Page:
stated and the locations and telephone numbers of
hospitals and other emergency services given. A Environmental considerations
site safety manual was also developed and was Due to Cairos size and rapidly increasing popula-
issued in Arabic to each worker on first arrival on tion, severe problems are faced in provision of
the site. amenities for the population. Environmental consid-
After agreements of the overall procedure, specif- erations have, until only recently, been subservient
ic procedures were developed for activities such as to the achievement of economic growth. In the last
tunnelling, diaphragm walling, tower cranes, exca- 20 years, however, major projects providing
vation and strutting installation and removal. In improvements in water quality and sewerage treat-
addition, as the works progressed, new procedures ment have been carried out and larger sections of
were developed to accommodate changes in the the population now have these amenities.
working methods. In addition to restrictions on discharge of water
In the initial stages of the work, the incidence of from construction sites, with discharge of untreated
accidents was statistically significant and, regret- water to the Nile strictly prohibited, there are restric-
tably, the gravity rate increased. This is considered tions on heavy vehicle access to the greater Cairo
to have occured due to a lack of familiarity of the area. Dumping of waste such as building debris and
site labour force with the new methods adopted on excavation materials, however, is largely dependent
the project. The metro accident rates cannot, how- on private disposal services as the city services are
ever, be directly compared with accident rates in extremely limited.
other countries due to differences in working prac- Air pollution is, however, now attracting attention
tices in Egypt. and studies are proposed to identify sources and
As the project work load increased and the recommend solutions to improve the air quality in
gravity rate increased, attention to safety stan- Cairo. One action now being made is a reduction in
dards was reinforced by the contractor, the con- the number of petrol-powered vehicles on the
sultant and the client and maximum emphasis roads. This involves changing all taxis from petrol
was placed on ensuring that all activities were engines to natural gas with resultant lowering in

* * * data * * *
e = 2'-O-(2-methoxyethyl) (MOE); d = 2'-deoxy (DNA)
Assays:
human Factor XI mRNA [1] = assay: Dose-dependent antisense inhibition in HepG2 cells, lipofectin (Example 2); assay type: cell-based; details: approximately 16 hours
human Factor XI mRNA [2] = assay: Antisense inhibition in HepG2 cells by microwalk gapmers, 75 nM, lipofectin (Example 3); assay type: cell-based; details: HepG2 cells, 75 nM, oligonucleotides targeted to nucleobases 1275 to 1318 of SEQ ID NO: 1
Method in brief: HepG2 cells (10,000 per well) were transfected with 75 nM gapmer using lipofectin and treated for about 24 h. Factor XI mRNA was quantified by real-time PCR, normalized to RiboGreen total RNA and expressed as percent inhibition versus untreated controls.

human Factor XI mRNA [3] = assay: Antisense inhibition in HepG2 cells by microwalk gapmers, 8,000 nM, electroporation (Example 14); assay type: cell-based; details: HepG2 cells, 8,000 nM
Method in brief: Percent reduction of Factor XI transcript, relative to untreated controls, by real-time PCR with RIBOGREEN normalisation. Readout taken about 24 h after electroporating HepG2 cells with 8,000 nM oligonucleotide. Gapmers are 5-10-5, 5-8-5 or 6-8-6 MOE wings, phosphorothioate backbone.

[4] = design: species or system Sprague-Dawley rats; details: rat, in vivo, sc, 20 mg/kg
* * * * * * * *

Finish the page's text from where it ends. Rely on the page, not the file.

carried out in the safest possible manner. To this polluting emissions.
end the contractor ensured that, not only specific
health and safety procedures were prepared, but Works areas
also all site procedures and method statements The works areas provided to the contractor
were developed specifically on the basis of safe required closure of main city thoroughfares and
methods of working. The contractors safety man- diversion of traffic onto other routes. At each sta-
agement, to ensure that the risk of injur y to the tion site, wherever possible, the full width of the
work force was minimized, assessed the proce- street was closed to traffic and occupied by the con-
dures prior to issue. tractor. This allowed the contractor to complete the

106
CAIRO METRO LINE 2

Fig. 4. Line 2 accident


25 Work accidents
statistics
20

15
Rate

10 Average

5
By month

0
Jan-94

Apr-94

Jul-94

Oct-94

Jan-95

Apr-95

Jul-95

Oct-95

Jan-96

Apr-96

Jul-96

Oct-96

Jan-97

Apr-97

Jul-97

Oct-97

Jan-98

Apr-98
Months

30 Frequency rate

25

20
Frequency

15
Average
10

5 By month

0
Jan-94

Apr-94

Jul-94

Oct-94

Jan-95

Apr-95

Jul-95

Oct-95

Jan-96

Apr-96

Jul-96

Oct-96

Jan-97

Apr-97

Jul-97

Oct-97

Jan-98

Apr-98

Months

.45
Gravity rate
.40
.35
.30
.25 Average
Gravity

.20
.15
.10 By month
.05
.00
Jan-94
Mar-94
May-94
Jul-94
Sep-94
Nov-94
Jan-95
Mar-95
May-95
Jul-95
Sep-95
Nov-95
Jan-96
Mar-96
May-96
Jul-96
Sep-96
Nov-96
Jan-97
Mar-97
May-97
Jul-97